Fitzhugh Fulton (Fitzhugh L. Fulton)

Fitzhugh Fulton

Born in Blakely, Georgia, Fulton attended Auburn University, the University of Oklahoma, and is a graduate of Golden Gate University.  Fulton flew 225 trips to Berlin in C-54’s during the Berlin Airlift. He also flew 55 combat mission in the Douglas B-26 Invader over North Korea. He received a Distinguished Flying Cross and five Air Medals for these missions.  Fulton completed the Air Force Experimental Test Pilot School in 1952, and served as a test pilot with the Air Force. He was a project pilot on the B-58 supersonic bomber program and set an international altitude record of 85,360 feet with the aircraft carrying a payload of 5,000 kilograms (11,023 pounds) in 1962. He received the 1962 Harmon International Aviation Trophy for his work on the program.

Fulton was also assigned as the Air Force pilot on the B-52 launch aircraft for the X-15 research aircraft and other air-launched vehicles.  During his earlier Air Force career Fulton received three Distinguished Flying Cross medals for his test pilot work. He flew the XB-70 prototype supersonic bomber on both NASA-USAF tests and NASA research flights during the late 1960s, attaining speeds exceeding Mach 3. He was also a project pilot on the YF-12A and YF-12C research program from April 14, 1969, until September 25, 1978. The planes were flown at speeds and altitudes in excess of 2,000 mph and 70,000 feet to acquire flight data for the development of future aircraft.  Fulton retired from the USAF in 1966 after a 23-year career. At the time, he was Chief of Bomber Transport Test Operations Division at Edwards Air Force Base.

Fulton was the project pilot on all early tests of the Boeing 747 Space Shuttle Carrier Aircraft (SCA) used to air launch the Space Shuttle prototype Enterprise in the Approach and Landing Tests (ALT) at Dryden in 1977. During these flights, the SCA carried the un-powered Enterprise to an altitude of about 25,000 feet, where it was separated from the 747 and flown to a landing by the Shuttle test crew. Several uncrewed and crewed captive flights preceded the initial free-flights.  For his work in the ALT program, Fulton received the NASA Exceptional Service Medal. He also received the Exceptional Service Medal again in 1983 for flying the 747 SCA during the European tour of the Space Shuttle Enterprise. After orbital flights began in 1981, Fulton continued to fly the SCA during ferry missions returning Orbiters to the Kennedy Space Center Florida.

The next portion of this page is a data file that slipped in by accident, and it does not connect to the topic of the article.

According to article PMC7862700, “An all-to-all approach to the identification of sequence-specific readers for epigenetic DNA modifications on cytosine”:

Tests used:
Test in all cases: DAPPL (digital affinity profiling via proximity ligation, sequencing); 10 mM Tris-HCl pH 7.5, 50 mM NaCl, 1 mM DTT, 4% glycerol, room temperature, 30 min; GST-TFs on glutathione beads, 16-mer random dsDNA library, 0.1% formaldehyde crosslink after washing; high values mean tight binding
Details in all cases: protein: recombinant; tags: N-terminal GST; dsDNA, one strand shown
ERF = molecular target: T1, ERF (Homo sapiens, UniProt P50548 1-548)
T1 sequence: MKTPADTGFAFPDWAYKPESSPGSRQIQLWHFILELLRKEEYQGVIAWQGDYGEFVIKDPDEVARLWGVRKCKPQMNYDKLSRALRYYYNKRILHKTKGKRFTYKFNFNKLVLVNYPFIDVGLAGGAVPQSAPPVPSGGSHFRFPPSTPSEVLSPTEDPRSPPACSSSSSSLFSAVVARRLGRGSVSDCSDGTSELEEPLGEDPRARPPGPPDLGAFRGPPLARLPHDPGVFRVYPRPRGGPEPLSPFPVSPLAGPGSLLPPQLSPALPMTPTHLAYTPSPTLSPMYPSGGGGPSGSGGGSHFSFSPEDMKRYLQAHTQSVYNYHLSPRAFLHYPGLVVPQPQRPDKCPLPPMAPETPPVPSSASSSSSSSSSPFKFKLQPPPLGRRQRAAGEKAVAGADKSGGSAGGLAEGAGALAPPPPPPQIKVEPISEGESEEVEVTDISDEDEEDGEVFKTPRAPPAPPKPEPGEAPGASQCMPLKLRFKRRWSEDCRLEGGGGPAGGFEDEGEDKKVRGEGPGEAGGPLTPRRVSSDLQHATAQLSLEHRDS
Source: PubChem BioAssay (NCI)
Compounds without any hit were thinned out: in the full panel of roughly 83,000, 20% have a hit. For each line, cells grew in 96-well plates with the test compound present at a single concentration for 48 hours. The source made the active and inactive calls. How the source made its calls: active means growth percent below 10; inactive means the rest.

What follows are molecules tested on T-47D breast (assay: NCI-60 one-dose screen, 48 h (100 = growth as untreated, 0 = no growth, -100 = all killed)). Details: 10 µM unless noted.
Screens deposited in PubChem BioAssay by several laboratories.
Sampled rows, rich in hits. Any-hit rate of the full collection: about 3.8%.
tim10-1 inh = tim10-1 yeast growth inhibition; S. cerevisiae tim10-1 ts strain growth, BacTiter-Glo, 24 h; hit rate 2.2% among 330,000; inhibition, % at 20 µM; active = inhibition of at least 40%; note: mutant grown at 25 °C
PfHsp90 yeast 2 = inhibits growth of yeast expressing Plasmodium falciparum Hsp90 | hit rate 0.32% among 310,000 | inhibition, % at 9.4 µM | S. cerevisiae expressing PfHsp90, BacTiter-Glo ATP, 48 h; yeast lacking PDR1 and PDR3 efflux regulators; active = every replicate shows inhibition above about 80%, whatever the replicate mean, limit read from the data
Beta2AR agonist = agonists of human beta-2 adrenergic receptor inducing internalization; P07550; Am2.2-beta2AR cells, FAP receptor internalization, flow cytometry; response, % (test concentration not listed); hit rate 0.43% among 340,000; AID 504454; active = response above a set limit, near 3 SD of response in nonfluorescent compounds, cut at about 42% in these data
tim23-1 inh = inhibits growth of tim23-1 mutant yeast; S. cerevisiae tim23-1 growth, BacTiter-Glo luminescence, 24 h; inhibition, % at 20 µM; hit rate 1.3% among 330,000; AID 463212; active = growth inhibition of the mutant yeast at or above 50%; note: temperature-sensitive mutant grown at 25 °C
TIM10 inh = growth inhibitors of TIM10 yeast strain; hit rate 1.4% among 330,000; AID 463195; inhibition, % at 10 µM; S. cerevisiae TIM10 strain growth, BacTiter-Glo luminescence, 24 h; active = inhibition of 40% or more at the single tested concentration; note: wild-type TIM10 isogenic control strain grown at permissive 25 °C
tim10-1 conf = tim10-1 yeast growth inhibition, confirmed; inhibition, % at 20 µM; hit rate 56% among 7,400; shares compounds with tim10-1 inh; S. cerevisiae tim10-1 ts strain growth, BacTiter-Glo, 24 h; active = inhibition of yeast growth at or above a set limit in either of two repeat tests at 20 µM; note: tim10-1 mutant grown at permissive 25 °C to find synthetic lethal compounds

During his career at Dryden, Fulton was project pilot on NASA’s B-29, B-50, and B-52 bombers launch aircraft used to air launch a variety of piloted and unpiloted research aircraft, including the X-1, X-2, X-15s, and M-2, HL-10, and X-24 rocket airplanes. He was also project pilot on the Laminar Flow Control Leading Edge research program using a specially modified C-140 JetStar.  Fulton was the project pilot for the FAA/NASA Controlled Impact Demonstration program during 1984. It culminated on December 1, 1984, when he remotely flew an unpiloted, heavily instrumented Boeing 720 to a prepared impact point on Rogers Dry Lake to test the flammability of anti-misting jet fuel in a crash situation.  He was named a Fellow of the Society of Experimental Test Pilots, and in 1977 received the Society’s Iven C. Kincheloe Award as Test Pilot of the Year for his work on the ALT program. At the time of his NASA retirement in 1986, Fulton had over 16,000 flying hours in 235 types of aircraft.  After retiring from NASA, Fulton hired on as the Flight Operations Director and Chief Research Pilot for Burt Rutan’s Scaled Composites. There, he flew the maiden flights on the Advanced Technology Tactical Transport and the Scaled Composites Triumph twin engine executive jet. In 1999, he was inducted into the National Aviation Hall of Fame.  He died in 2015, of Parkinson’s disease.

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  • Fitz-Fulton -


  • June, 06, 1925
  • USA
  • Blakely, Georgia


  • February, 04, 2015
  • USA
  • Thousand Oaks, California

Cause of Death

  • parkinson's disease

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